On an isolated segment of islands in the Pacific Ring of Fire, residents endure volcanoes, tsunamis, dense fog, steep cliffs and long and chilly winters. Sounds homey, huh?

At least it might be for inhabitants of the Kuril Islands, an 810-mile archipelago that stretches from Japan to Russia. The islands, formed by a collision of tectonic plates, are nearly abandoned today, but anthropologists have learned that thousands of people have lived there on and off as far back as at least 6000 B.C., persevering despite natural disasters.

“We want to identify the limits of adaptability, or how much resilience people have,” said Ben Fitzhugh, associate professor of anthropology at the University of Washington. “We’re looking at the islands as a yardstick of humans’ capacity to colonize and sustain themselves.”

kuril islands
Photo Source: Sergei Krasnoukhov

Understanding what made residents stay and how they survived could inform how we adapt to modern vulnerabilities, including climate change. The findings also have implications for how we rebound from contemporary catastrophes, such as the Indonesian tsunami in 2004, hurricanes Katrina and Rita and last year’s earthquake in Haiti.

Fitzhugh is leading an international team of anthropologists, archaeologists, geologists and earth and atmospheric scientists in studying the history of human settlement on the Kuril Islands.

The team’s findings will be discussed Feb. 20 during a lecture, Scales of Vulnerability and Resilience in Human Settlement of the Kuril Islands, at the American Association for the Advancement of Science’s annual meeting in Washington, D.C.

The scientists are studying islands in the central portion of the Kurils, from Urup Island in the south to Onekotan Island in the north, about 75 percent of the island chain. During three expeditions, they’ve found small pit houses, pottery, stone tools, barbed harpoon heads and other remnants of the islanders’ fishing and foraging lifestyle.

The scientists believe that human settlements existed in three different waves, the earliest in 6000 B.C., the most recent in 1200 A.D.

Fitzhugh finds evidence that following volcanic eruptions and tsunamis, people left the settlements but eventually returned. Fitzhugh and his research team have found that mobility, social networks and knowledge of the local environment helped indigenous people survive.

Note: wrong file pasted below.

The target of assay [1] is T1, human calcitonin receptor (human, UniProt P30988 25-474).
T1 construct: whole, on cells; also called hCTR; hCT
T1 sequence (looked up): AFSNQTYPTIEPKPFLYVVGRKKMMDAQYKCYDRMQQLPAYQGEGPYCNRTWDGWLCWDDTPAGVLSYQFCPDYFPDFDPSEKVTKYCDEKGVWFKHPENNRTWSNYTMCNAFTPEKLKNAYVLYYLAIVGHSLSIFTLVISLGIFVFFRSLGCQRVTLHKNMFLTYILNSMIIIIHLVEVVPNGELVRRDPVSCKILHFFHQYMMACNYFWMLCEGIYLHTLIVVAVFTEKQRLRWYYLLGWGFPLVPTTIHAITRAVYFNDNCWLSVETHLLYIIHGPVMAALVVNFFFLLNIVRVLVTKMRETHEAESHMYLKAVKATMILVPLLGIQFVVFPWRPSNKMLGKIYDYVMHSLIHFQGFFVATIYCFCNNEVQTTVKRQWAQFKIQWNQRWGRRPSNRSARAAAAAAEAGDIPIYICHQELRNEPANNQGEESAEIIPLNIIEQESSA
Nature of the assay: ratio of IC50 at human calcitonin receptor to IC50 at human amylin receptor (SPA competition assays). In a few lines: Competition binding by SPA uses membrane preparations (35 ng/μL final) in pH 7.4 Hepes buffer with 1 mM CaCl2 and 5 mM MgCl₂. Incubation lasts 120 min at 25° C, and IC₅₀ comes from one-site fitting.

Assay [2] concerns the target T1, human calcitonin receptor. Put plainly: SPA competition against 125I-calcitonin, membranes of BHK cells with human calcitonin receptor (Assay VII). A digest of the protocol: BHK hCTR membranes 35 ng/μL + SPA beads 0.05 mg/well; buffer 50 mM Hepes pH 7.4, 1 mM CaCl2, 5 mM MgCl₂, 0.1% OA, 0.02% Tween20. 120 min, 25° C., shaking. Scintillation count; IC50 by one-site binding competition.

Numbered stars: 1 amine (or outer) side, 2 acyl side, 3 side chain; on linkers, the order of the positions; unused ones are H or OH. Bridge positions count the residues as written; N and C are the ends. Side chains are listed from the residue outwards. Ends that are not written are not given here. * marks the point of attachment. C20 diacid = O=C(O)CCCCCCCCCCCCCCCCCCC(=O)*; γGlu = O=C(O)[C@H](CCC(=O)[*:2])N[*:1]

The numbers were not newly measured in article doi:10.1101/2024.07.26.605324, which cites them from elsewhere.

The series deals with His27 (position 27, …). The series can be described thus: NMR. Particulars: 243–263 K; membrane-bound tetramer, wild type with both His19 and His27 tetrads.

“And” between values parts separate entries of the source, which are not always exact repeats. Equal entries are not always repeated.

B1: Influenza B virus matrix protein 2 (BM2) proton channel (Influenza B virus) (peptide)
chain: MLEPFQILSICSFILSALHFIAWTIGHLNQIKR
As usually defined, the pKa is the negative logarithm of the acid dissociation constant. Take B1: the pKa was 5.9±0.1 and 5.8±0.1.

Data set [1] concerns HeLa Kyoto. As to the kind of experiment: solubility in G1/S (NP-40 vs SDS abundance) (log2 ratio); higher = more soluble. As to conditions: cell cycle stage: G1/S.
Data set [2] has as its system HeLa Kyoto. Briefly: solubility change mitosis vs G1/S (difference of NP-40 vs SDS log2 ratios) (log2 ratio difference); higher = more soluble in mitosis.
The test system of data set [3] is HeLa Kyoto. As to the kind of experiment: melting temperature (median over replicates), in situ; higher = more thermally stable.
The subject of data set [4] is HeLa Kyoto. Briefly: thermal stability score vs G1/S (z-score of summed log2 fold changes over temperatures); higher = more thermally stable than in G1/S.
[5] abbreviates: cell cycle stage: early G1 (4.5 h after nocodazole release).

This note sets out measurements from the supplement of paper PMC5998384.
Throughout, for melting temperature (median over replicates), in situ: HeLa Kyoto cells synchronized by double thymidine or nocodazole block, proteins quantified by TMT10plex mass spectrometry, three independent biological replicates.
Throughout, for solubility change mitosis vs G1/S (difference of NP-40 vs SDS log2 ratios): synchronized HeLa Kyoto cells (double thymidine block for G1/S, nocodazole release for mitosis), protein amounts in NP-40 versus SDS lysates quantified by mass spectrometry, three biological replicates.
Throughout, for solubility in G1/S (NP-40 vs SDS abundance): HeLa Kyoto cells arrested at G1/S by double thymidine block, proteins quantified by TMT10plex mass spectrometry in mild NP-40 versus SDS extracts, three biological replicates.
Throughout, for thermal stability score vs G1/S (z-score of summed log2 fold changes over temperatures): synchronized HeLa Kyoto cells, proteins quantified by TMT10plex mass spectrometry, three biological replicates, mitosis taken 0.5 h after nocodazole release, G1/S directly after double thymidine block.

kuril island

“Having relatives and friends on other Kurils meant that, when something disastrous happened locally, people could temporarily move in with relatives on nearby islands,” he said.

Understanding the local environment also helped people survive the persistently foggy, dark and chilly environment. Since fog can shroud the islands, residents couldn’t navigate between islands by simply pointing their boats toward destinations. Fitzhugh and his collaborators suspect that indigenous Kurilians instead used bird behavior, water currents and water temperature to navigate.

kuril-island
Photo Source: Sergey Krivosheyev

Fitzhugh says that the Kurils’ population decline has less to do with environmental challenges and more to do with changes in social and political influences, such as skirmishes between Russia and Japan over control of the Kurils.

He adds that as a global society in a time of environmental changes, we have to protect abilities of small and vulnerable populations to sustain themselves.

“This is not something that will naturally rise to the top of priorities of large political systems without concerted effort,” Fitzhugh said.

kuril-islands
Photo Source: Sergey Krivosheyev

Original Article

Tokyo’s unlearned history lessons, Kuril Islands Dispute, by Yuri Rubtsov, PhD, International Affair Magazine

Why Kuril dispute will not end any time soon, BBC

The Kuril Islands Dispute, Wikipedia

The Kuril Islands Photos Gallery, Ria Novosti